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> The Collier Burnished Gold is a beauty. I can only find one minor flaw, which is a result of the production process. As can be seen in the above picture, the cap's end is a separate piece of acrylic - probably due to the way the clip is added to the cap.

 

Oddly, when I saw that in the close up of the cap (before I read the accompanying text), my first reaction was surprise, as it was not evident from the earlier photos, followed immediately after by a weird sense of delight. Far from being a flaw, I saw it as a grace note. A deliberate artistic choice that "crowned" the pen with a distinctive flair. The fact that it is fit so immaculately only reinforced that notion.

 

Beautfiul pen, and with it's own "derby"! Nice write up, too! :)

Vintage. Cursive italic. Iron gall.

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Thanks for the writeup! I think it very important that pens that have been used for a while be reviewed. You do us an important service by doing reviews like this. In many ways, these are even more important than reviews of shiny new pens. By providing information on well used pens, we get to understand if there are any flaws that cannot be ascertained when pens are new.

 

I look forward to more reviews from you -

 

Erick

 

Using right now:

Penlux Masterpiece Grande "F" nib running Pelikan Olivine

PenBBS 480 "F" nib running Pelikan Brilliant Brown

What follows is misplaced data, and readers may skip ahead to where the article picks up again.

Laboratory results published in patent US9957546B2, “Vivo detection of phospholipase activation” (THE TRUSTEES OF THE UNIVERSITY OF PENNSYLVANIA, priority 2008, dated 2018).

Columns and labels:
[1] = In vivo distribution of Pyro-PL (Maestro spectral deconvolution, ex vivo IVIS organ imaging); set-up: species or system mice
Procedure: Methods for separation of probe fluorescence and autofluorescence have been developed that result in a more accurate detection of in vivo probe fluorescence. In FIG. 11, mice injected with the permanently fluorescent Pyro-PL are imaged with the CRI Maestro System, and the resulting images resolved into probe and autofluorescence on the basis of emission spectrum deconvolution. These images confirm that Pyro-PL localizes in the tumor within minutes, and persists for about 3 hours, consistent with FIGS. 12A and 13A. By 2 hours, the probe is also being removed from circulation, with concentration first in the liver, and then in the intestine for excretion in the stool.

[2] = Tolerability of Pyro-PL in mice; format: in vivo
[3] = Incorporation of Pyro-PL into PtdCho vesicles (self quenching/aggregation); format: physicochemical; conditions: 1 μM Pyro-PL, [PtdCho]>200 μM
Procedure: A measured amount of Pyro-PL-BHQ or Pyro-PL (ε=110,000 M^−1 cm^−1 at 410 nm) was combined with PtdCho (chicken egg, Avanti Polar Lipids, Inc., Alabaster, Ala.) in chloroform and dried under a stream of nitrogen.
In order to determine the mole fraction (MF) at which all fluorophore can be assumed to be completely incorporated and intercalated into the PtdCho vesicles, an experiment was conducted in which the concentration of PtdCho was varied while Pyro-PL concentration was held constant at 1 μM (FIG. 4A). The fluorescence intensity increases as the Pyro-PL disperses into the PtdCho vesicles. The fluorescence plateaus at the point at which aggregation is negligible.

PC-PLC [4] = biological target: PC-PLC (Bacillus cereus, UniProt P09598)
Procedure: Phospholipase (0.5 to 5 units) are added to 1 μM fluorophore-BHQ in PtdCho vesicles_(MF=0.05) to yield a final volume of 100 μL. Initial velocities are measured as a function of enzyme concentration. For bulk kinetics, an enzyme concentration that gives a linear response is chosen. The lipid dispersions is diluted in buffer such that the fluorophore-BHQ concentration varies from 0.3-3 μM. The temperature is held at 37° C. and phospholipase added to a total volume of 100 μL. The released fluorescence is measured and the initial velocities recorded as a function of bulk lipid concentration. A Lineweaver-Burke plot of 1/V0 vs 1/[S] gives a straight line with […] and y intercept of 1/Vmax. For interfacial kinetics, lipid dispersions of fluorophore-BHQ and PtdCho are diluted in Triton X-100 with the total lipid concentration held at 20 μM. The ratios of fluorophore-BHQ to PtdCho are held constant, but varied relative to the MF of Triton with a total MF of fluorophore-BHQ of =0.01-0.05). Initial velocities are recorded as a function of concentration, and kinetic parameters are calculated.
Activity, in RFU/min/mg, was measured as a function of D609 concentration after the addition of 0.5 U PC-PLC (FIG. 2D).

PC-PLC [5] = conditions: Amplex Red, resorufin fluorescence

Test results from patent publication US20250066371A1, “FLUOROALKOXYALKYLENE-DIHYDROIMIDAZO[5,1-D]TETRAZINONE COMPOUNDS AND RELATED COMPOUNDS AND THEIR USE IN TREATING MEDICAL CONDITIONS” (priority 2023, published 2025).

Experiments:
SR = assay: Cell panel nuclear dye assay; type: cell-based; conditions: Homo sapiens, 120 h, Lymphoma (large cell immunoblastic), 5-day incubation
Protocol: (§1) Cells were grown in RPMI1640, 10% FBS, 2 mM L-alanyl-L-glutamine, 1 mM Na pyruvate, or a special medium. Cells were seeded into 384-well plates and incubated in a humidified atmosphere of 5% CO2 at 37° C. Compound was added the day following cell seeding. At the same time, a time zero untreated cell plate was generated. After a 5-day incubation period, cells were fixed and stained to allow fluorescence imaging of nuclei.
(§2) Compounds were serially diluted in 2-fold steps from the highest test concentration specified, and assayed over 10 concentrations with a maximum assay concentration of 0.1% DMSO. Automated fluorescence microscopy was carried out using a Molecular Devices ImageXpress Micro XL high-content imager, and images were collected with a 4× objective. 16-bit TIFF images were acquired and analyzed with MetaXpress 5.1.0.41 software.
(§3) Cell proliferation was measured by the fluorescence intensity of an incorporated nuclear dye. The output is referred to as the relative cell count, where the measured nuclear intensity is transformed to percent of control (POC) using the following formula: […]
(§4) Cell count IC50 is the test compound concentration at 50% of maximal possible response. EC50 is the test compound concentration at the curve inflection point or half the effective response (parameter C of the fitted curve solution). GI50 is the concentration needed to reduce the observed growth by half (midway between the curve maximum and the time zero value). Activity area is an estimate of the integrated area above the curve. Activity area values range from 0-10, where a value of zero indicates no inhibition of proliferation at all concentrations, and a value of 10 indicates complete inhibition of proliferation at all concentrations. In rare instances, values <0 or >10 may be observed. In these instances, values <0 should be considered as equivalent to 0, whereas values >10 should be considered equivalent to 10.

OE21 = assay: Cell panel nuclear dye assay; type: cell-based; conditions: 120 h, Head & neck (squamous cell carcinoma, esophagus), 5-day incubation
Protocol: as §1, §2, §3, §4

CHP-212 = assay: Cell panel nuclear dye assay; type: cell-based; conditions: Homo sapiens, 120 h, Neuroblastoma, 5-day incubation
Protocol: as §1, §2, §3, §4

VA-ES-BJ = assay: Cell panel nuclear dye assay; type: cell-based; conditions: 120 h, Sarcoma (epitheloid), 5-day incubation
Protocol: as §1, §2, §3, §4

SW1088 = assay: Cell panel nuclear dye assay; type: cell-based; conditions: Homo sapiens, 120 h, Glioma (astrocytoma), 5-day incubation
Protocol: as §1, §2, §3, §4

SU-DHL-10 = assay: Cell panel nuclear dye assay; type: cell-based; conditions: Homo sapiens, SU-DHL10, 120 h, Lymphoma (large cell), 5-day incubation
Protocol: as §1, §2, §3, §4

Santini Italia Toscana Fifth Avenue "F" nib running PR Blue Suede

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@namrehsnoom thanks for another great review!

Oddly, when I saw that in the close up of the cap (before I read the accompanying text), my first reaction was surprise, as it was not evident from the earlier photos, followed immediately after by a weird sense of delight. Far from being a flaw, I saw it as a grace note. A deliberate artistic choice that "crowned" the pen with a distinctive flair. The fact that it is fit so immaculately only reinforced that notion.


I agree with this. The picture of the cap is the most impressive picture of the review, because of the crown. I didn't think of it as a "crown" or an artistic touch, though. What I love about the picture is that I cannot see any seem in the material, the two parts appear to be perfect joined.

 

If they tried to make the finial from the same material as the body I expect that random nature of the swirls in the material would have prevented them from getting a perfect alignment across the two pieces. That would bug me.